There are already many studies that have shown that neither LSD nor psilocybin produces the slightest addiction, unlike opioids. It is also shown that they do not harm the organs. As for MDMA, it does seem to have a more addictive component, but if it is consumed in very low doses, the brain does not suffer any danger. 

Although scientists who are working to demonstrate its positive effects do not stop insisting that more funding is needed to discover possible side effects or how it could affect patients with previous illnesses. 

The greatest risk, in the case of lysergic drugs, is that what is known as “a bad trip” occurs in the patient, as well as a risk of psychosis in people with underlying mental disorders, as some reports admit.

From the fight against drugs to astronomical investment

The other side of the coin is the enormous amount of money that it can generate in the pharmaceutical sector if these products end up being regulated and marketed. Investors have been driven by policy change in drug prevention and use, partly due to the country’s growing acceptance of recreational marijuana use and also based on the large number of deaths and money destined for the war on drugs. It should not be forgotten that last year Oregon became the first state to legalize the therapeutic use of psilocybin, followed by the states of Denver, Oakland, California, and Washington DC.

Money moves fast and in large quantities around psychedelics. Leading firms like Canada’s Field Trip Health have raised $ 150 million to fund dozens of high-end ketamine clinics in Los Angeles, Chicago, and Houston. Private medical companies are also not far behind: Nasdaq-listed Compass Pathways has raised $ 240 million to conduct clinical trials of psilocybin to treat resistant depression.

In addition, the psychedelic industry is also betting on offering unique experiences to its patients and users, with luxurious and purposefully decorated ‘suites’ for the sessions that are already beginning to be built in Manhattan. One of the companies that already performs this type of session is Field Trip Health, previously mentioned, which happens that unlike administering psilocybin or ecstasy to their patients, they use ketamine, an anesthetic better known as a “tranquilizer for horses”.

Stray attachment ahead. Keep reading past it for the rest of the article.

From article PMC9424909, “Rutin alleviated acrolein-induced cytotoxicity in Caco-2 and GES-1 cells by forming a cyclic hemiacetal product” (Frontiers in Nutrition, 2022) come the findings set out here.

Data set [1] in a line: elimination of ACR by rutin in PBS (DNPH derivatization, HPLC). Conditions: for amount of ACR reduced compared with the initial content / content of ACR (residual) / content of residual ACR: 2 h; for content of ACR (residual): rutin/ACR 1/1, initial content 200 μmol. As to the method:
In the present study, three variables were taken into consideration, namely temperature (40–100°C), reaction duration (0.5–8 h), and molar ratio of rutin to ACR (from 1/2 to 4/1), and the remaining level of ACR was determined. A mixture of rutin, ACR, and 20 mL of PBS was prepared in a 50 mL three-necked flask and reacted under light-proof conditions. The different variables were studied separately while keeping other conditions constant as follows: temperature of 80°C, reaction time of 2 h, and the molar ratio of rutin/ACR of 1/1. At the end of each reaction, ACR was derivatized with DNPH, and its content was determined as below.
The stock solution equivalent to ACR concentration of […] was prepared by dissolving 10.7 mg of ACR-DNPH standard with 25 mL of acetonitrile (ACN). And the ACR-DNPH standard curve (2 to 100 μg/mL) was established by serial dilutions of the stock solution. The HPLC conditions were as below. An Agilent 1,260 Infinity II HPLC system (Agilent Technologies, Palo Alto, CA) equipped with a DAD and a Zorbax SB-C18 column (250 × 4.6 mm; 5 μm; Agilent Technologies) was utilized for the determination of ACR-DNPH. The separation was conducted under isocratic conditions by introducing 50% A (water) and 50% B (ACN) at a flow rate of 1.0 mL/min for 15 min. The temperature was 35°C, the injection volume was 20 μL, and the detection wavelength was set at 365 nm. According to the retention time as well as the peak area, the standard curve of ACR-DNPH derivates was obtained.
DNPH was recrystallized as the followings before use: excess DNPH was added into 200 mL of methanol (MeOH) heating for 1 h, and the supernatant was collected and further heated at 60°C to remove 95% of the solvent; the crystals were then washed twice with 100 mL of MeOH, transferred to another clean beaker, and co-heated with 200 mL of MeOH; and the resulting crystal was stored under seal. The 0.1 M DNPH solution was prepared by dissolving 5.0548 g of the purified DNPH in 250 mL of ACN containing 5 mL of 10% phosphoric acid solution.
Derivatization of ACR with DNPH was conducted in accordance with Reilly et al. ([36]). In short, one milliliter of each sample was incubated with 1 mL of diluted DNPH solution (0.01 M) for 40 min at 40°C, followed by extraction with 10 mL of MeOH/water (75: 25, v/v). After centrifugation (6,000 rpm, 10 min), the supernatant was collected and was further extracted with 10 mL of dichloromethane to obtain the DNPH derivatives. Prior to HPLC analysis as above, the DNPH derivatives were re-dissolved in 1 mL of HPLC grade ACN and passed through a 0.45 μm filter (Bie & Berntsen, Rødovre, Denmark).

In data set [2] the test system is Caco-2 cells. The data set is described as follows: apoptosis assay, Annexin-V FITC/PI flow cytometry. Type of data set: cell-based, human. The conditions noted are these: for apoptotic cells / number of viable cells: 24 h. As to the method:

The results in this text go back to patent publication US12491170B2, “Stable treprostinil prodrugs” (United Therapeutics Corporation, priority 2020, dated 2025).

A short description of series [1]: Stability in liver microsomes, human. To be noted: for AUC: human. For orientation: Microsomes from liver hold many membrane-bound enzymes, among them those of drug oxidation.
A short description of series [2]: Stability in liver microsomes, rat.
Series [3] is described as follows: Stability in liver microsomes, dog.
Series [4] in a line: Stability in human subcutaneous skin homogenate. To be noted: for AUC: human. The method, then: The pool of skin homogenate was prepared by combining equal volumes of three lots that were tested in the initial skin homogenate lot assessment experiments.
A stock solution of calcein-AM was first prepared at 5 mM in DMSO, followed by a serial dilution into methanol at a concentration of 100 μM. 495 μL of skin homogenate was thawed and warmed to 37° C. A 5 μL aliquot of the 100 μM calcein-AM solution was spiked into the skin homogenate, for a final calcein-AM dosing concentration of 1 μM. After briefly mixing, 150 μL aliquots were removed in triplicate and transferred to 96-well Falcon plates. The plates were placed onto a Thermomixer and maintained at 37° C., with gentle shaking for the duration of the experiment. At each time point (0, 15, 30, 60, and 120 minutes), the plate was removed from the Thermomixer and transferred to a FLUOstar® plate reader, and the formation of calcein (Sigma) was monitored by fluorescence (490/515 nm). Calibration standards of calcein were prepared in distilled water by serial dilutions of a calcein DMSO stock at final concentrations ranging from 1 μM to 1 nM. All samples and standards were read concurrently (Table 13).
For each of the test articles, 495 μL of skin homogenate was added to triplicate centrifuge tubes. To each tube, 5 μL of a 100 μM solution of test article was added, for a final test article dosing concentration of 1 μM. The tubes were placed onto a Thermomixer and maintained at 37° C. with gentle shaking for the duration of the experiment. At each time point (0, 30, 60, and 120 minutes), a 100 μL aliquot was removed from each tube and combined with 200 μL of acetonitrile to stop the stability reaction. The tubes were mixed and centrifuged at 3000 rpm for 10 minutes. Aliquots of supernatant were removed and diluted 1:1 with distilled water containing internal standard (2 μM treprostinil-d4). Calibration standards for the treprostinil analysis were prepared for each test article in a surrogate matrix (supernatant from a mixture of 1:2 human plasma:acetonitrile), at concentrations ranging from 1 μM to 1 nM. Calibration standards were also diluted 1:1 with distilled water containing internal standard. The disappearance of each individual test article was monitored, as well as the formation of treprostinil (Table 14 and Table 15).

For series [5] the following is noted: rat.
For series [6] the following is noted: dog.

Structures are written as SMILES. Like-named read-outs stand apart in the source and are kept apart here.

The “integration sessions”, as they call them, come after lysergic trips that tend to last around 90 minutes (although ketamine is not a psychedelic drug, if used in high doses it can lead to hallucinations). All these procedures are performed under the guidance of accredited therapists who accompany their clients and patients in the process of accepting and integrating their hallucinogenic experiences.

The next wave of psychosis?

But the euphoria of these companies and investment funds also contrasts with that of the academic side most opposed or fearful of changes. One of those interviewed by ‘The New York Times’ is Charles S. Grob, professor of psychiatry at UCLA medical school, who has spent several decades studying hallucinogenic components and their application in psychiatric therapy. 

According to him, the rush to commercialize these products in the market and the recreational use that can be given to them can cause a wave of psychotic reactions among the population.

“Rigorous protocols and a system are needed to train and accredit psychedelic medical professionals,” says Grob. 

We have to be very attentive to the safety parameters, because if conditions are not properly maintained, there is a great risk that some people will go off the rails, psychologically speaking. This series of projects is progressing with profits, I think there will be a greater number of mishaps or unwanted results.”

Doblin fights back. 

Our goal is to achieve massive good mental health,” he says, also explaining his refusal to allow private companies to fully participate in the capital of his company. 

“It is not to make a lot of money. You have to admit that we have made very rapid progress, so the challenges are very great. We could ruin it at the last minute, so I am not going to celebrate it ahead of time.”

Image Credit: Getty